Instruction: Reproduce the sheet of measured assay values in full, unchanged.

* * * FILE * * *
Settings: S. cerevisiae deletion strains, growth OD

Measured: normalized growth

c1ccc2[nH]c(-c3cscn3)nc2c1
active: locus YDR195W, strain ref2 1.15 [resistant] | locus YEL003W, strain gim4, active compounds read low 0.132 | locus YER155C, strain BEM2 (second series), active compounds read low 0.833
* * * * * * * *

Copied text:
Settings: S. cerevisiae deletion strains, growth OD

Measured: normalized growth

c1ccc2[nH]c(-c3cscn3)nc2c1
active: locus YDR195W, strain ref2 1.15 [resistant] | locus YEL003W, strain gim4, active compounds read low 0.132 | locus YER155C, strain BEM2 (second series), active compounds read low 0.833